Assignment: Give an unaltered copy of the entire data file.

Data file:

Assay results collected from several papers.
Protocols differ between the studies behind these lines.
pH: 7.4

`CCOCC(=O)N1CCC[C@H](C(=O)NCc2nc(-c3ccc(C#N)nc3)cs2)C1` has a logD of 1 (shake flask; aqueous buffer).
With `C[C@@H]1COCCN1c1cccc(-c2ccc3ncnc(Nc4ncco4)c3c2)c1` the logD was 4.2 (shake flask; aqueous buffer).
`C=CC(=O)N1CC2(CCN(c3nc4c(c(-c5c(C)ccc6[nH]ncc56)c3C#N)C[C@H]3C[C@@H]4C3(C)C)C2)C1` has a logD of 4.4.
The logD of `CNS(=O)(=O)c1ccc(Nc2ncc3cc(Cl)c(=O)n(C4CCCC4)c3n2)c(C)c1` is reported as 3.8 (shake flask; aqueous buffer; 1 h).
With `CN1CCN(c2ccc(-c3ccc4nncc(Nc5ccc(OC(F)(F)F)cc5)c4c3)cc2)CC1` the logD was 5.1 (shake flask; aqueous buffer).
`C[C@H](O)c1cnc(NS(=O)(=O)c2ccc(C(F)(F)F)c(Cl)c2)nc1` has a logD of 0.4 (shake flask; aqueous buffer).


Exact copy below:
Assay results collected from several papers.
Protocols differ between the studies behind these lines.
pH: 7.4

`CCOCC(=O)N1CCC[C@H](C(=O)NCc2nc(-c3ccc(C#N)nc3)cs2)C1` has a logD of 1 (shake flask; aqueous buffer).
With `C[C@@H]1COCCN1c1cccc(-c2ccc3ncnc(Nc4ncco4)c3c2)c1` the logD was 4.2 (shake flask; aqueous buffer).
`C=CC(=O)N1CC2(CCN(c3nc4c(c(-c5c(C)ccc6[nH]ncc56)c3C#N)C[C@H]3C[C@@H]4C3(C)C)C2)C1` has a logD of 4.4.
The logD of `CNS(=O)(=O)c1ccc(Nc2ncc3cc(Cl)c(=O)n(C4CCCC4)c3n2)c(C)c1` is reported as 3.8 (shake flask; aqueous buffer; 1 h).
With `CN1CCN(c2ccc(-c3ccc4nncc(Nc5ccc(OC(F)(F)F)cc5)c4c3)cc2)CC1` the logD was 5.1 (shake flask; aqueous buffer).
`C[C@H](O)c1cnc(NS(=O)(=O)c2ccc(C(F)(F)F)c(Cl)c2)nc1` has a logD of 0.4 (shake flask; aqueous buffer).